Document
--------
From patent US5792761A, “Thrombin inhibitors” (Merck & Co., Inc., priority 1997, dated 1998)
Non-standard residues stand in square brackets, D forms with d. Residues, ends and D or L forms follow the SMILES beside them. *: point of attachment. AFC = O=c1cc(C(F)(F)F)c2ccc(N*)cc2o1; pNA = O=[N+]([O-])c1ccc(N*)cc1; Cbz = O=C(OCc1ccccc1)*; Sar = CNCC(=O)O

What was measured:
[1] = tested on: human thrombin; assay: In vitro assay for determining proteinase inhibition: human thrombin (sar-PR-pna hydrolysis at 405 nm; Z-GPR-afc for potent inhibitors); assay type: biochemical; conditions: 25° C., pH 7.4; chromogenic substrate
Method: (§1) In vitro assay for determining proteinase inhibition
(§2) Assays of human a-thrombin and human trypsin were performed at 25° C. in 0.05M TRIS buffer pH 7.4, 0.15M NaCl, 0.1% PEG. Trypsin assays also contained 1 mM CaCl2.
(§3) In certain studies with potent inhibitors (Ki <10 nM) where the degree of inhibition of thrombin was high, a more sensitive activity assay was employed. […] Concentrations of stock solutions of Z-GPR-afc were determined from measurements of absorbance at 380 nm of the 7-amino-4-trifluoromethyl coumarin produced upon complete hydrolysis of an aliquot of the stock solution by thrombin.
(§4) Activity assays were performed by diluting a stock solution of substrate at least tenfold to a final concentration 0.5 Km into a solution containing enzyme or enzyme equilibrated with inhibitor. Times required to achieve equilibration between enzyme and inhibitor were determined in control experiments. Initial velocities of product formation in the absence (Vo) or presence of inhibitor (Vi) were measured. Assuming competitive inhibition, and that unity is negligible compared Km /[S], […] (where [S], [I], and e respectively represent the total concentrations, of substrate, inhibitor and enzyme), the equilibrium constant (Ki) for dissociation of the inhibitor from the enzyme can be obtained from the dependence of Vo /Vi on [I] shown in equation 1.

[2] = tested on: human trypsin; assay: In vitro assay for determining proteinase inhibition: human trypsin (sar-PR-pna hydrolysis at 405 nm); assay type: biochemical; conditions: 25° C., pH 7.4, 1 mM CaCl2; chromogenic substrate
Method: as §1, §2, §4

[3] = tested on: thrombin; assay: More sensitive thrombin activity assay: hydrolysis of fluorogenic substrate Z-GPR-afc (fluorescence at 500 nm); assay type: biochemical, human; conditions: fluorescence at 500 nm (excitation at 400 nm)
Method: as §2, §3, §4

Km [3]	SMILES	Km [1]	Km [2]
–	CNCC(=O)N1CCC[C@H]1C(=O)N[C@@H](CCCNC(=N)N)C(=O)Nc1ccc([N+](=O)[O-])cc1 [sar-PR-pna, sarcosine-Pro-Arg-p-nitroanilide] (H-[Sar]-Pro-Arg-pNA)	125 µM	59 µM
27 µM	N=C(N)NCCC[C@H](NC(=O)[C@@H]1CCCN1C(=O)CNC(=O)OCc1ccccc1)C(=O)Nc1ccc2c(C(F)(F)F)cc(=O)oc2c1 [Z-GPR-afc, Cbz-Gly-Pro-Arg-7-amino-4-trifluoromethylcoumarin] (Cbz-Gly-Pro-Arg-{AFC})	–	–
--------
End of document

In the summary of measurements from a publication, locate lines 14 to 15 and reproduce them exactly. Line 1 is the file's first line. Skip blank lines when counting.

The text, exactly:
–	CNCC(=O)N1CCC[C@H]1C(=O)N[C@@H](CCCNC(=N)N)C(=O)Nc1ccc([N+](=O)[O-])cc1 [sar-PR-pna, sarcosine-Pro-Arg-p-nitroanilide] (H-[Sar]-Pro-Arg-pNA)	125 µM	59 µM
27 µM	N=C(N)NCCC[C@H](NC(=O)[C@@H]1CCCN1C(=O)CNC(=O)OCc1ccccc1)C(=O)Nc1ccc2c(C(F)(F)F)cc(=O)oc2c1 [Z-GPR-afc, Cbz-Gly-Pro-Arg-7-amino-4-trifluoromethylcoumarin] (Cbz-Gly-Pro-Arg-{AFC})	–	–